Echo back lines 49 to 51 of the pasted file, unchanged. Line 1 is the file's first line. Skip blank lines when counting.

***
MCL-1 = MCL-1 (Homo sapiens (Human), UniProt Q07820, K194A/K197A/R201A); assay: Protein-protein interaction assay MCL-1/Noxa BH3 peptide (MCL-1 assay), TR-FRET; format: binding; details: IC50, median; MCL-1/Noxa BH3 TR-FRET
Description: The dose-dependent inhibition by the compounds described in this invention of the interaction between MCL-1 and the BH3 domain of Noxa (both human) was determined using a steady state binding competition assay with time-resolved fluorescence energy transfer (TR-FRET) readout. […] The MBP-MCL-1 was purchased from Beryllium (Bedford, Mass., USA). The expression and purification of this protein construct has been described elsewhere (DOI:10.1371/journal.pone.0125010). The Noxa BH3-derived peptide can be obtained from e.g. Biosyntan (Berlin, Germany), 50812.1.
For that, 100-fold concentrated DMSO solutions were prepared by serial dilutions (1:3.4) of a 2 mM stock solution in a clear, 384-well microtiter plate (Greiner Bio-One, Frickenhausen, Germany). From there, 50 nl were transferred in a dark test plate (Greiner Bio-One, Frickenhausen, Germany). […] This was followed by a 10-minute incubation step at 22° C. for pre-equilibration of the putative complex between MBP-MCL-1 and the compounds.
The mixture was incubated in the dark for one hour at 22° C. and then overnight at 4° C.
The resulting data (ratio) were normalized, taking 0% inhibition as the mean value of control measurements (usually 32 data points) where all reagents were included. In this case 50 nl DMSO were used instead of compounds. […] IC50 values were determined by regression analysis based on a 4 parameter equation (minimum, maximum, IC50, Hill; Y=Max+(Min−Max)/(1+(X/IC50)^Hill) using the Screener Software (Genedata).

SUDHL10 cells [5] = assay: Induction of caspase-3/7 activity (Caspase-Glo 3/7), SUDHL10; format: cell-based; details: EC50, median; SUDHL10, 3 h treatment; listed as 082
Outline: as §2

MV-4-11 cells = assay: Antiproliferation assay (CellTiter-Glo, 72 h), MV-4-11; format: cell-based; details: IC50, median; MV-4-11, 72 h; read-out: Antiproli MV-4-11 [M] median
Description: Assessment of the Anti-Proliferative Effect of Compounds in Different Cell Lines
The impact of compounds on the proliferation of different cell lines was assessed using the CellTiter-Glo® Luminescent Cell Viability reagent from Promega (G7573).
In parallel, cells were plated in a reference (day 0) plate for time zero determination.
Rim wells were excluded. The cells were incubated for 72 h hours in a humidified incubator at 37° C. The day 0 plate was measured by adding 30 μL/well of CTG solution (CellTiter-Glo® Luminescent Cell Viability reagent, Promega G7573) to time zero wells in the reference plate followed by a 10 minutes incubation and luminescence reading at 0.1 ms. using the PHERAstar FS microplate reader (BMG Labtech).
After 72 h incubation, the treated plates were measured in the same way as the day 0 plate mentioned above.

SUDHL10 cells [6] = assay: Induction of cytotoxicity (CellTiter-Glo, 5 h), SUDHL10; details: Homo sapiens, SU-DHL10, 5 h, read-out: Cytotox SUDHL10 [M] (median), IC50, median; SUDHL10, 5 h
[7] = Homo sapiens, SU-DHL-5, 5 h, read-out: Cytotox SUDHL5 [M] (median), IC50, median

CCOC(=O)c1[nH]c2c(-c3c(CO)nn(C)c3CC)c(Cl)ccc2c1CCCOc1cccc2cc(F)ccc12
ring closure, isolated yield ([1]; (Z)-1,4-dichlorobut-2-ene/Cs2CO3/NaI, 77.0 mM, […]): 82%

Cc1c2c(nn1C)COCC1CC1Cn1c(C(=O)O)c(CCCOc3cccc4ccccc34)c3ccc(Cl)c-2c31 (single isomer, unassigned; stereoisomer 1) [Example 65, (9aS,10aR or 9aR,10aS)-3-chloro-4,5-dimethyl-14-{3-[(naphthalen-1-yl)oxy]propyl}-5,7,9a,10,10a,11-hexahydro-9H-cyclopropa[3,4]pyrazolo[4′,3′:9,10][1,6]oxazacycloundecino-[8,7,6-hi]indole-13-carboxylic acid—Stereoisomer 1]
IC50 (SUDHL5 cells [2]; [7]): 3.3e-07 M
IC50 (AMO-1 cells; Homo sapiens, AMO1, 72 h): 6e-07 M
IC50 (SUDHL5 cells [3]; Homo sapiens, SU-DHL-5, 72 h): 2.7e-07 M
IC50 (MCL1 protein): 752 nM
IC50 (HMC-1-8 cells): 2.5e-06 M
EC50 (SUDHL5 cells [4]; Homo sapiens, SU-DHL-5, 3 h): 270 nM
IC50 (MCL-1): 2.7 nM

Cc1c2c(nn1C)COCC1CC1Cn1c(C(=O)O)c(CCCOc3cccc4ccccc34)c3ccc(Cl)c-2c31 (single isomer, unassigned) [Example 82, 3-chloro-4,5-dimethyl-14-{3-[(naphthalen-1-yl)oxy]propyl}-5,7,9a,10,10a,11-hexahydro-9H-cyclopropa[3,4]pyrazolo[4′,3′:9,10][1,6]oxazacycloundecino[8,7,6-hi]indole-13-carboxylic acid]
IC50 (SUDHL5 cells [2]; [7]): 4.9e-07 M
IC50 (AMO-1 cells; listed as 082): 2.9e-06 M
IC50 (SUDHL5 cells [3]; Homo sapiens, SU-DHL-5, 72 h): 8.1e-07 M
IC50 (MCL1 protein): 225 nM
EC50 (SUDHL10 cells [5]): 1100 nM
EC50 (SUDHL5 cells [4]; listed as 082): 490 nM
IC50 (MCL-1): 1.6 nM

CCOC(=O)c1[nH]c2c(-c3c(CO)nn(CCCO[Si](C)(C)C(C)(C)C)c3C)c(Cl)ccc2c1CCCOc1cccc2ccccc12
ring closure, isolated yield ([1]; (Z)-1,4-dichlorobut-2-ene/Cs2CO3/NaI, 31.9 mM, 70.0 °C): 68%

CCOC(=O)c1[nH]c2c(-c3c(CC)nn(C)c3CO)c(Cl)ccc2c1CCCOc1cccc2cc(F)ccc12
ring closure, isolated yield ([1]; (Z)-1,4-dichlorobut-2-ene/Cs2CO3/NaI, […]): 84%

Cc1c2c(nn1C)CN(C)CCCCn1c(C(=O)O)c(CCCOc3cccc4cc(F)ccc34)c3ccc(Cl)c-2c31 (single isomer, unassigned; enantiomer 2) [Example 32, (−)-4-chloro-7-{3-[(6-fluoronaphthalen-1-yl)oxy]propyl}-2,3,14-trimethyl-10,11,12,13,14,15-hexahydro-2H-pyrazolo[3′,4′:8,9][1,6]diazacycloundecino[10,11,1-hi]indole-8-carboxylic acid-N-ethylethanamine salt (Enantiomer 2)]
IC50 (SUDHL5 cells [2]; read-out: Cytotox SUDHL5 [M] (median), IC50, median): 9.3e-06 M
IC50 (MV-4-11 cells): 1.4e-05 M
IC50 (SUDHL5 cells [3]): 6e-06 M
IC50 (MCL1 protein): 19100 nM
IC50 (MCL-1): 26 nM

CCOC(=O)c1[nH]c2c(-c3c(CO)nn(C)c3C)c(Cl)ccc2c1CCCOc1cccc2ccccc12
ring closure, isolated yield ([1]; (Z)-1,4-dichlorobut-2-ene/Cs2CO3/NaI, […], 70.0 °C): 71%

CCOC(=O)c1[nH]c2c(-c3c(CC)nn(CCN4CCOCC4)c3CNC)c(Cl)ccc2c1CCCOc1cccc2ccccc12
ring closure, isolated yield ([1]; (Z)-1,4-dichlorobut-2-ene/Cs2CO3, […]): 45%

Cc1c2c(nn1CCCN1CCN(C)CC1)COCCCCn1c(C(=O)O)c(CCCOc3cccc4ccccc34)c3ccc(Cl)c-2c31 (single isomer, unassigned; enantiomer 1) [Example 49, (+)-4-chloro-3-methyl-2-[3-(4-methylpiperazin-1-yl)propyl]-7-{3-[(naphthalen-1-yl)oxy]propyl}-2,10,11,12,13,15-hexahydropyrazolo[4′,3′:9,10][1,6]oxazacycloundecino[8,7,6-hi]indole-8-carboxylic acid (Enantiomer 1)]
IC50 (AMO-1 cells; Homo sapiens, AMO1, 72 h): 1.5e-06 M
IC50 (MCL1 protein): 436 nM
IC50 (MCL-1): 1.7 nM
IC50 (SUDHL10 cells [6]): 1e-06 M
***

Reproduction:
IC50 (AMO-1 cells; Homo sapiens, AMO1, 72 h): 1.5e-06 M
IC50 (MCL1 protein): 436 nM
IC50 (MCL-1): 1.7 nM